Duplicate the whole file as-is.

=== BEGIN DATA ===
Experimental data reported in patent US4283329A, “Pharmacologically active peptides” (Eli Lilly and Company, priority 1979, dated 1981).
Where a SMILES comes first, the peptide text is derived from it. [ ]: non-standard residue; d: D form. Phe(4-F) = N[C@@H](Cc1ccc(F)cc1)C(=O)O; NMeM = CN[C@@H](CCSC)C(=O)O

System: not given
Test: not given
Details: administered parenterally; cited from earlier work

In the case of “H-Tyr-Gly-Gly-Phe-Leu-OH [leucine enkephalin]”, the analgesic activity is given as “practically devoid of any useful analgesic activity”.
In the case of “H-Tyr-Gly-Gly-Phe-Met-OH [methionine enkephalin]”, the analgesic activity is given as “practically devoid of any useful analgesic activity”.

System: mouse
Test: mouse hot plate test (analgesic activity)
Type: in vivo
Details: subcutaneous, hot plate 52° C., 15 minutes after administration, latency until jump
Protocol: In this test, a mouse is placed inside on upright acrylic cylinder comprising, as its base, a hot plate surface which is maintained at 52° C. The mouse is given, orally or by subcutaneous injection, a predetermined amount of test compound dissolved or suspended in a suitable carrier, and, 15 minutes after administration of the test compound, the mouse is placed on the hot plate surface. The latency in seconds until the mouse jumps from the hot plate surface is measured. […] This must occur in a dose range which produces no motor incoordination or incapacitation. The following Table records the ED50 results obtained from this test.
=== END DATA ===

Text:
Experimental data reported in patent US4283329A, “Pharmacologically active peptides” (Eli Lilly and Company, priority 1979, dated 1981).
Where a SMILES comes first, the peptide text is derived from it. [ ]: non-standard residue; d: D form. Phe(4-F) = N[C@@H](Cc1ccc(F)cc1)C(=O)O; NMeM = CN[C@@H](CCSC)C(=O)O

System: not given
Test: not given
Details: administered parenterally; cited from earlier work

In the case of “H-Tyr-Gly-Gly-Phe-Leu-OH [leucine enkephalin]”, the analgesic activity is given as “practically devoid of any useful analgesic activity”.
In the case of “H-Tyr-Gly-Gly-Phe-Met-OH [methionine enkephalin]”, the analgesic activity is given as “practically devoid of any useful analgesic activity”.

System: mouse
Test: mouse hot plate test (analgesic activity)
Type: in vivo
Details: subcutaneous, hot plate 52° C., 15 minutes after administration, latency until jump
Protocol: In this test, a mouse is placed inside on upright acrylic cylinder comprising, as its base, a hot plate surface which is maintained at 52° C. The mouse is given, orally or by subcutaneous injection, a predetermined amount of test compound dissolved or suspended in a suitable carrier, and, 15 minutes after administration of the test compound, the mouse is placed on the hot plate surface. The latency in seconds until the mouse jumps from the hot plate surface is measured. […] This must occur in a dose range which produces no motor incoordination or incapacitation. The following Table records the ED50 results obtained from this test.